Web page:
I live in a rural area. The two lane road from town to our home winds its way for about 5 miles through pastures, wooded areas and homes of all types and sizes. The road continues past our home into the next county and for many more miles before coming to the next town. As such, it is a popular road for other than motor vehicles; folks often ride their horses along the shoulder of the road, and bicyclists singly and in groups, are often seen. A friend told me of an event that happened this last weekend that captured my attention.
He was driving his pickup along the road, in an area where the road is quite narrow, has blind curves and is clearly marked with a double yellow center line as a “no passing” zone. The lane is a typical rural road width of approximately 10 to 11 ft. Bicyclists were riding in tandem order, but traveling significantly slower than the posted speed limit of 35 mph. My friend said he slowed to about 15 mph as he approached the two bicycles. The rearmost of the two riders pulled as far to the right as possible at this point in the road – there is a steep drop off, just past the guard-rail which is located about 2 ft to the right of the lane side paint stripe (fog stripe). The lead rider, however, refused to pull over to allow the pick-up to pass, but instead remained in the left most portion of the lane, near the center line and slowed down even more.
As the two bicycles and my friend’s pickup slowly made their way around the blind curve, they finally came to a place where my friend could see around the curve. There was no on-coming traffic, but, by this time, two other cars were also following close behind.
The double yellow lane stripes ended at about this location, and the bicycle rider moved slightly to the right. My friend moved over the center line to pass the bicycle when, unexpectedly, the bicyclist again moved back to the left side of the lane. Even with abrupt action, my friend could not avoid the bicyclist and struck the rider on the left arm and shoulder with the right side rear view mirror of the pick-up. The bicyclist tumbled to the ground in the middle of the lane.
After finding a location where the road is wide enough to allow a safe turn-around, my friend came back to the fallen bicyclist’s location. Thankfully, the following cars had stopped, and the fallen bicyclist had only sustained a scrape on his arm. When my friend got out of his pickup the fallen bicyclist repeated yelled at him, “. . . . I have equal rights to use the road!”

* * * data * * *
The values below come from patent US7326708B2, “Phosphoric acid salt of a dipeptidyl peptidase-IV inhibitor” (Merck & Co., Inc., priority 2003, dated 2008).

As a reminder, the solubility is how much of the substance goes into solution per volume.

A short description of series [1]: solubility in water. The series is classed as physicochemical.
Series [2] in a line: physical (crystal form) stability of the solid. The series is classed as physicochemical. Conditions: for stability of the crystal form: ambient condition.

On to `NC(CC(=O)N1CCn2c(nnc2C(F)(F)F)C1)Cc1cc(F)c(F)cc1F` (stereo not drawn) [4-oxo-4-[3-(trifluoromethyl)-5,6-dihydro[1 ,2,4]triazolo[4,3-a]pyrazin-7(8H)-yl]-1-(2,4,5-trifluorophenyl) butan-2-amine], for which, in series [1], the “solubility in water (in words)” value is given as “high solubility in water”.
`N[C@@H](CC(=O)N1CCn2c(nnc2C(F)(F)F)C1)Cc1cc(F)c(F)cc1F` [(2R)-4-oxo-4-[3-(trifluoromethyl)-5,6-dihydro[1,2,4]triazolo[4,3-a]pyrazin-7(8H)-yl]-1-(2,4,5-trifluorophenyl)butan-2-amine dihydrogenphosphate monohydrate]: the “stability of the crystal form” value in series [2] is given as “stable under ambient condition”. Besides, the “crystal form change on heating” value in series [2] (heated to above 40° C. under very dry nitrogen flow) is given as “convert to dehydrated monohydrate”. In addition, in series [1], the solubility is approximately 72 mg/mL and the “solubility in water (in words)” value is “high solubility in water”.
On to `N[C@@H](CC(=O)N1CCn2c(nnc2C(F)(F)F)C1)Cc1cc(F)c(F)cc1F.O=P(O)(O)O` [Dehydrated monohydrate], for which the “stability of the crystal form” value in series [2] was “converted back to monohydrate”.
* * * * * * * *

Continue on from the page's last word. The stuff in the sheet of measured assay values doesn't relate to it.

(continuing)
How would you assess this situation? Who, if anyone was responsible for this collision? And lastly, what is the law about bicycles and motor vehicles sharing the road?
(1) Every person riding a bicycle upon a roadway shall be granted all of the rights and shall be subject to all of the duties applicable to the driver of a vehicle by this chapter, except as to special regulations in RCW 46-61-750 through 46.61.780. Section 750 says, “ . . . It is a traffic infraction for any person to do any act forbidden or fail to perform any act required by . . .” the sections of the RCW that apply to bicycles. 46.61.758 requires the use of hand signals for turns or stopping, 46.61.760 essentially prohibits riding “double” except on two-seat bikes. 46.61.765 prohibits clinging to or being propelled by holding on to a moving motor vehicle.
(1) Every person operating a bicycle upon a roadway at a rate of speed less than the normal flow of traffic at the particular time and place shall ride as near to the right side of the right through lane as is safe except as may be appropriate while preparing to make or while making turning movements, or while overtaking and passing another bicycle or vehicle proceeding in the same direction. A person operating a bicycle upon a roadway or highway other than a limited-access highway, which roadway or highway carries traffic in one direction only and has two or more marked traffic lanes, may ride as near to the left side of the left through lane as is safe. A person operating a bicycle upon a roadway may use the shoulder of the roadway or any specially designated bicycle lane if such exists. (2) Persons riding bicycles upon a roadway shall not ride more than two abreast except on paths or parts of roadways set aside for the exclusive use of bicycles.
The above RCW’s make it very clear that bicycles may share the road – they have equal access, BUT with that privilege comes responsibility to ride in a safe manner that does not put the bicyclist or other motorists in danger, and per 46.61.770 does not impede the normal flow of motor vehicle traffic on the roadway.
Divers of motor vehicles also have the responsibility to look out for all other persons sharing the road, regardless of means of transport – horseback riding, bicycling or simply walking. The lessons learned from this event: be patient, and be courteous to other road users so we all can share the road, safely.
What have been your experiences when sharing the road?